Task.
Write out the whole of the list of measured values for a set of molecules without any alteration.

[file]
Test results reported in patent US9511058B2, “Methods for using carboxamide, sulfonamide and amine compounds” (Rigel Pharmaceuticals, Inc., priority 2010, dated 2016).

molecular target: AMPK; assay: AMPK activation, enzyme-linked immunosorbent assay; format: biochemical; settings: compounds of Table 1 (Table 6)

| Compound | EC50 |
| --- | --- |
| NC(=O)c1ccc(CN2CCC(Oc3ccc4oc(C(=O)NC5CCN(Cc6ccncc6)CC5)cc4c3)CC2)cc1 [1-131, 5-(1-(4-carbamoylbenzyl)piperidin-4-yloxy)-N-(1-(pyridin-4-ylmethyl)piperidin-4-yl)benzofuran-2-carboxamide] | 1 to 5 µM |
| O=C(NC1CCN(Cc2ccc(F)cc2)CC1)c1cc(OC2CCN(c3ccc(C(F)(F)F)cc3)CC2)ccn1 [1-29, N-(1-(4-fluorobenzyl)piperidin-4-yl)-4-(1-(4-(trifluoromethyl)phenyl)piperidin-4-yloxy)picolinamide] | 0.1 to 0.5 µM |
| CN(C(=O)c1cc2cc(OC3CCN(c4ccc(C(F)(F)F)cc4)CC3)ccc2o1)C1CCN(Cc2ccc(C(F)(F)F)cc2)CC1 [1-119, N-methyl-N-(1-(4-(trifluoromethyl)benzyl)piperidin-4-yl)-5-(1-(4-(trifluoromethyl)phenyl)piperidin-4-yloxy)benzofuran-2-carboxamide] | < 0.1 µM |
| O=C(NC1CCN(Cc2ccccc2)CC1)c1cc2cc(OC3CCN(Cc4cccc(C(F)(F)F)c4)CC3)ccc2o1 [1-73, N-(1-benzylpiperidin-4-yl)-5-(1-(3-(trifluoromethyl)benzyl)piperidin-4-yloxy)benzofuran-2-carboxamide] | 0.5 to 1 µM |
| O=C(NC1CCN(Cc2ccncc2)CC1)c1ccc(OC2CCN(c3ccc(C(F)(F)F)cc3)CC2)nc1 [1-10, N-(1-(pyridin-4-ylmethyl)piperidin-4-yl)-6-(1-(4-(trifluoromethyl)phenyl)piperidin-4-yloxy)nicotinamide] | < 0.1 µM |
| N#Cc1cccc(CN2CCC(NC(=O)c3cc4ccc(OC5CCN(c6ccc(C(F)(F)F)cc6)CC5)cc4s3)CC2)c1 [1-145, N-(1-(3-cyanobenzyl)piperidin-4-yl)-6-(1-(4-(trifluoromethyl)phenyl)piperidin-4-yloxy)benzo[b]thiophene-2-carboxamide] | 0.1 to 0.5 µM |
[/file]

Test results reported in patent US9511058B2, “Methods for using carboxamide, sulfonamide and amine compounds” (Rigel Pharmaceuticals, Inc., priority 2010, dated 2016).

molecular target: AMPK; assay: AMPK activation, enzyme-linked immunosorbent assay; format: biochemical; settings: compounds of Table 1 (Table 6)

| Compound | EC50 |
| --- | --- |
| NC(=O)c1ccc(CN2CCC(Oc3ccc4oc(C(=O)NC5CCN(Cc6ccncc6)CC5)cc4c3)CC2)cc1 [1-131, 5-(1-(4-carbamoylbenzyl)piperidin-4-yloxy)-N-(1-(pyridin-4-ylmethyl)piperidin-4-yl)benzofuran-2-carboxamide] | 1 to 5 µM |
| O=C(NC1CCN(Cc2ccc(F)cc2)CC1)c1cc(OC2CCN(c3ccc(C(F)(F)F)cc3)CC2)ccn1 [1-29, N-(1-(4-fluorobenzyl)piperidin-4-yl)-4-(1-(4-(trifluoromethyl)phenyl)piperidin-4-yloxy)picolinamide] | 0.1 to 0.5 µM |
| CN(C(=O)c1cc2cc(OC3CCN(c4ccc(C(F)(F)F)cc4)CC3)ccc2o1)C1CCN(Cc2ccc(C(F)(F)F)cc2)CC1 [1-119, N-methyl-N-(1-(4-(trifluoromethyl)benzyl)piperidin-4-yl)-5-(1-(4-(trifluoromethyl)phenyl)piperidin-4-yloxy)benzofuran-2-carboxamide] | < 0.1 µM |
| O=C(NC1CCN(Cc2ccccc2)CC1)c1cc2cc(OC3CCN(Cc4cccc(C(F)(F)F)c4)CC3)ccc2o1 [1-73, N-(1-benzylpiperidin-4-yl)-5-(1-(3-(trifluoromethyl)benzyl)piperidin-4-yloxy)benzofuran-2-carboxamide] | 0.5 to 1 µM |
| O=C(NC1CCN(Cc2ccncc2)CC1)c1ccc(OC2CCN(c3ccc(C(F)(F)F)cc3)CC2)nc1 [1-10, N-(1-(pyridin-4-ylmethyl)piperidin-4-yl)-6-(1-(4-(trifluoromethyl)phenyl)piperidin-4-yloxy)nicotinamide] | < 0.1 µM |
| N#Cc1cccc(CN2CCC(NC(=O)c3cc4ccc(OC5CCN(c6ccc(C(F)(F)F)cc6)CC5)cc4s3)CC2)c1 [1-145, N-(1-(3-cyanobenzyl)piperidin-4-yl)-6-(1-(4-(trifluoromethyl)phenyl)piperidin-4-yloxy)benzo[b]thiophene-2-carboxamide] | 0.1 to 0.5 µM |